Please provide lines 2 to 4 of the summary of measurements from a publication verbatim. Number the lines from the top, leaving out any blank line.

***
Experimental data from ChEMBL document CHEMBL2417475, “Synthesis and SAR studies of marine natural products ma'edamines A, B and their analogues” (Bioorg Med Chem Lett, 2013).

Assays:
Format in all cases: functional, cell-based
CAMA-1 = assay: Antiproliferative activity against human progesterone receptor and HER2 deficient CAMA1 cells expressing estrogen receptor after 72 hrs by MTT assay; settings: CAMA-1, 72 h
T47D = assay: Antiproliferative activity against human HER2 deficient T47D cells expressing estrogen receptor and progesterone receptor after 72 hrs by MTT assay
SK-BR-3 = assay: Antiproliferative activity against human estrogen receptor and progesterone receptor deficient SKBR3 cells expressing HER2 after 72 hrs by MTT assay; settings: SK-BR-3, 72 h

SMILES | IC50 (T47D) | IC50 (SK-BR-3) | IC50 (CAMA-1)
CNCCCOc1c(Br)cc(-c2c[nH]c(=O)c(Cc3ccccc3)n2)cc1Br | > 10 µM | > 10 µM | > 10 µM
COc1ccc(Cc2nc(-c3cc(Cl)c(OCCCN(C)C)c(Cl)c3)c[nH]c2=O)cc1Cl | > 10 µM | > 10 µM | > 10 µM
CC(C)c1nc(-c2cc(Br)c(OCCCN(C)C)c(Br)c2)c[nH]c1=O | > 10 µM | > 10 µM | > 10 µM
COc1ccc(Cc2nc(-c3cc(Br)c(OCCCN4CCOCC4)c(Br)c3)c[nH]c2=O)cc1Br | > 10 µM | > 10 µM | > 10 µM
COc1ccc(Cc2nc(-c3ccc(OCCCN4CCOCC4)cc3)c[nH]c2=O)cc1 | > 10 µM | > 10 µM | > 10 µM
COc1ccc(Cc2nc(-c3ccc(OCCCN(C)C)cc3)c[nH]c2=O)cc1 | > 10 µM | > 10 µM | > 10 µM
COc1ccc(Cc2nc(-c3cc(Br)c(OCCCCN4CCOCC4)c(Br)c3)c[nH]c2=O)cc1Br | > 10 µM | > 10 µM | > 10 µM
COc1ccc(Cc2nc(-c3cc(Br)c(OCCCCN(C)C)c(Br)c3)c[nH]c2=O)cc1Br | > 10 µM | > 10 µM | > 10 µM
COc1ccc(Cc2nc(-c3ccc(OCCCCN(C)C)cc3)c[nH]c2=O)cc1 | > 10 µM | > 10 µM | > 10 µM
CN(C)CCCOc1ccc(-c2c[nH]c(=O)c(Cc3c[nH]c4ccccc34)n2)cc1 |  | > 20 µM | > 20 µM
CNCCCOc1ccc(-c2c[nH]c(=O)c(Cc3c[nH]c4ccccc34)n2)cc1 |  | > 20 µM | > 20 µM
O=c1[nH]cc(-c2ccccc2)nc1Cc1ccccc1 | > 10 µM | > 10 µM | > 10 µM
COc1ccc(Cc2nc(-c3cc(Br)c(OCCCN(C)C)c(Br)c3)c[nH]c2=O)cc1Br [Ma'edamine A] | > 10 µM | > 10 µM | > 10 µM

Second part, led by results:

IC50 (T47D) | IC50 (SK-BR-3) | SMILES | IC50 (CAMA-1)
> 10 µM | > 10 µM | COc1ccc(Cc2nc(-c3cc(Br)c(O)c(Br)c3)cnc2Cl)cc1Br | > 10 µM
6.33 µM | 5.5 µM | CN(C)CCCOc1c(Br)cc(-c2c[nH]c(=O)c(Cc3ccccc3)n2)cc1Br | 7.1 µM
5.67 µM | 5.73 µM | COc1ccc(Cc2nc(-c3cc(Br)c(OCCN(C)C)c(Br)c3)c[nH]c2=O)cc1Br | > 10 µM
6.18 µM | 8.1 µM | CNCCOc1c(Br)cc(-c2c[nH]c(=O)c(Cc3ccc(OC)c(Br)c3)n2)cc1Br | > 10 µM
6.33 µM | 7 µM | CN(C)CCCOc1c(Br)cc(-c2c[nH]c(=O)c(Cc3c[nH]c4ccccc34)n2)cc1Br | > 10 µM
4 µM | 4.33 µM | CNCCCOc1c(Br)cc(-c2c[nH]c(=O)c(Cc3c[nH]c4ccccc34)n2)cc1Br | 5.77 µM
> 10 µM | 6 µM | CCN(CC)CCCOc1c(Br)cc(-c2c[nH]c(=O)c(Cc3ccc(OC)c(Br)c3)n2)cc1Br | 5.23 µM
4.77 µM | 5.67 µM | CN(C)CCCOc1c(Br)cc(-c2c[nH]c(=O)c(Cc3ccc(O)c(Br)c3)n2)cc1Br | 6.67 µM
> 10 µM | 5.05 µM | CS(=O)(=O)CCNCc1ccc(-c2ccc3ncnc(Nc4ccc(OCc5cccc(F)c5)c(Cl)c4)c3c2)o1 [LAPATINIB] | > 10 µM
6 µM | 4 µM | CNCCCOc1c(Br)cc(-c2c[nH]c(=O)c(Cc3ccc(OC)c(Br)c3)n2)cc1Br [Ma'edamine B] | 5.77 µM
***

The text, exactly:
Assays:
Format in all cases: functional, cell-based
CAMA-1 = assay: Antiproliferative activity against human progesterone receptor and HER2 deficient CAMA1 cells expressing estrogen receptor after 72 hrs by MTT assay; settings: CAMA-1, 72 h